Opinion: US must adopt Europe’s idea of the melting pot


Over April vacation, my family went on a trip to Portugal, a nation from which almost 10% of Gloucester residents trace their ancestry. In the ten days I was there, I experienced a national culture that was full of beautiful art and music. In many ways, Portugal is different from my experience of the United States.

The United States takes pride in its identity as a nation of immigrants, and was in fact built by, and for, immigrants of every faith, race, and ethnicity. But despite America’s ideological focus on diversity, in application, this “melting pot” is, in some ways, about dissolving and singularizing cultures into one another instead of cultivating a society based on sharing and celebrating differences.

The distinctness and individuality of different cultures– the customs, cuisine, and art of different places and nations– are such a beautiful part of the human experience.

Over Portugal’s history, the ancient nation has been populated by Neolithic people, Romans, the Moors, and more. At historic monuments, and in the architecture and culture of the nation, the impacts of each of these occupants can be seen. Ruins of different peoples are piled in the plot of one castle, overlapping and building off one another.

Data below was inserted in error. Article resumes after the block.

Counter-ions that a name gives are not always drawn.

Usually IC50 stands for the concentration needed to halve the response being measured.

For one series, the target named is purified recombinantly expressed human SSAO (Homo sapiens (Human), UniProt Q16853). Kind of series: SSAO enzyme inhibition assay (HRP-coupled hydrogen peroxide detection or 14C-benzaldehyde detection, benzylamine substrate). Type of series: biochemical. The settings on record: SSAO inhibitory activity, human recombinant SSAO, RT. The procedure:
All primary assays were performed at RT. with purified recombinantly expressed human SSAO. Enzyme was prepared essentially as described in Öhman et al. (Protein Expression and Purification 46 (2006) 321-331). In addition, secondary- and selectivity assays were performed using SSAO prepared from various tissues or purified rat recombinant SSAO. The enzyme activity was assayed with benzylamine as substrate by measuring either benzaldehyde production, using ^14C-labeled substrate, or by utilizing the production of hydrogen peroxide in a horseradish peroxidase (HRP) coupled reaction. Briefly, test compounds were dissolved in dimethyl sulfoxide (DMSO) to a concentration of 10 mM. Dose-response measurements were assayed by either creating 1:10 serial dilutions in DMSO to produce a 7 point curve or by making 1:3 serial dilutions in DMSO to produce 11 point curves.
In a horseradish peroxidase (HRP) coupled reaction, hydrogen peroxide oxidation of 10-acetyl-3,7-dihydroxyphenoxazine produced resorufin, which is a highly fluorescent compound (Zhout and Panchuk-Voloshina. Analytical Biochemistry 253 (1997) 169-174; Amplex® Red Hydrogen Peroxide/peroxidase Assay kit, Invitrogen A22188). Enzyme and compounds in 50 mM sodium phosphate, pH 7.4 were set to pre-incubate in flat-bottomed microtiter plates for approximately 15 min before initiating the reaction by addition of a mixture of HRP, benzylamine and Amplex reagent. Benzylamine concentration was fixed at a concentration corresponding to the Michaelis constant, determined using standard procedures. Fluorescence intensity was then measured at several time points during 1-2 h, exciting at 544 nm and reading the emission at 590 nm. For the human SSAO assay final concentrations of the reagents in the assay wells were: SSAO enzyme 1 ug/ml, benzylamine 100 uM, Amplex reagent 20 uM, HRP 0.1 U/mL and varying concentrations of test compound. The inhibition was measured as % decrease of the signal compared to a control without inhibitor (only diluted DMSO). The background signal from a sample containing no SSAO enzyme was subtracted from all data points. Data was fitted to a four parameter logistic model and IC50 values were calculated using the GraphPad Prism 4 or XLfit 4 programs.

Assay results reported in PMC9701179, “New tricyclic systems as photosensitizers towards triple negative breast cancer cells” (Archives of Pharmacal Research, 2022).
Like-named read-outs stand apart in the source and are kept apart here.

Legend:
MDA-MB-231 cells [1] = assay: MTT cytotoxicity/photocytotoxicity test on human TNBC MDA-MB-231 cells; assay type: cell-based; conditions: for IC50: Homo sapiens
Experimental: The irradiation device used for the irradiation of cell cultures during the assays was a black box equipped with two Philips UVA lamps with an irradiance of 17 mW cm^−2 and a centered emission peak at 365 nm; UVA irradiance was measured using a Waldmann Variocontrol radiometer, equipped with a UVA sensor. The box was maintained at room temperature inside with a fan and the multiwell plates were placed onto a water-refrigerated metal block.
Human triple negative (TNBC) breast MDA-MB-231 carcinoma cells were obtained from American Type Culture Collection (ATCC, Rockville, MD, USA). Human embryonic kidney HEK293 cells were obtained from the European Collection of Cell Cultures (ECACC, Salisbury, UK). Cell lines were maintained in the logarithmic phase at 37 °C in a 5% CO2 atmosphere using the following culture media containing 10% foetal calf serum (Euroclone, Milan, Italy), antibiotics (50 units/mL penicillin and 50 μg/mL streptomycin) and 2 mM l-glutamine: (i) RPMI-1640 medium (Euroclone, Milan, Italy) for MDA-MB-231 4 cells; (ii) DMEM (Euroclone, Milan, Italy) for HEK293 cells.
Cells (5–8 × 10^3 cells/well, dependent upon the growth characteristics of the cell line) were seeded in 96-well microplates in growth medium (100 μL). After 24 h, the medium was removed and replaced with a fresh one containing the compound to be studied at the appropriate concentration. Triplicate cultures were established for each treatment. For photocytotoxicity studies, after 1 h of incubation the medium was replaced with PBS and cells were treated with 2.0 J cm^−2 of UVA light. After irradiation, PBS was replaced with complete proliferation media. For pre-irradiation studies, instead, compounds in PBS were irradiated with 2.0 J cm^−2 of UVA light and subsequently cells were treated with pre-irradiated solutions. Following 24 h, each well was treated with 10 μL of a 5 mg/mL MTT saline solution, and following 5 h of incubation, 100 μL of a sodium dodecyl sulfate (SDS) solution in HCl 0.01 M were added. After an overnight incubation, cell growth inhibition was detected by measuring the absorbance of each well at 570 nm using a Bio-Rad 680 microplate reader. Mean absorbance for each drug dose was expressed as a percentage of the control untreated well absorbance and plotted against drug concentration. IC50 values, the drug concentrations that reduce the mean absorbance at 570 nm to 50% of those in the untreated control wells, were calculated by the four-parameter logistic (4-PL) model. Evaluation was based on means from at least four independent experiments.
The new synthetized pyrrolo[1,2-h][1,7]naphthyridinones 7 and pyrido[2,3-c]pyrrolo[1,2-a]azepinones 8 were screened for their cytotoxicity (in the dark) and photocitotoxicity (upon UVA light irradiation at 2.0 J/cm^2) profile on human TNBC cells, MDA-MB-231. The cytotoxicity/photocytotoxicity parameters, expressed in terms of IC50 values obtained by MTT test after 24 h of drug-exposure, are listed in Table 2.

From the intricate tiles and arches of the Moors, to the aqueducts and columns of the Romans, Portugal has a rich history, which, though it is pockmarked with the violence of imperialism and the inquisition, has created an accumulation of culture that has built a unique way of life on the Iberian peninsula.

In Portugal, and the majority of Europe, the proverbial melting pot wears a different face. Although European nations certainly share many cultural elements, they are diverse and unique. Within these nations, different faiths and immigrants from every corner of the earth are welcomed. Walking down the streets of Lisbon, one can see an Indian woman in traditional dress hanging out her laundry, a family of Orthodox Jews, a family of German tourists, and ethnically Portuguese locals; all on the same cobblestones. The majority of people in Portugal speak at least two languages- many speak more. Communication and acceptance are a huge part of Portuguese culture.

America, and the rest of the world, can learn a lot from Portugal and similar nations. The very natural way in which people coexist is the way that it should be; free from nationalism, but not lacking cultural pride. The land on which you live and the people you are born to define what nation you grow to love, and in the end, land is just land, and we are all born to the human race. Humanity needs to continue its path towards globalism, without the standardization of different cultures.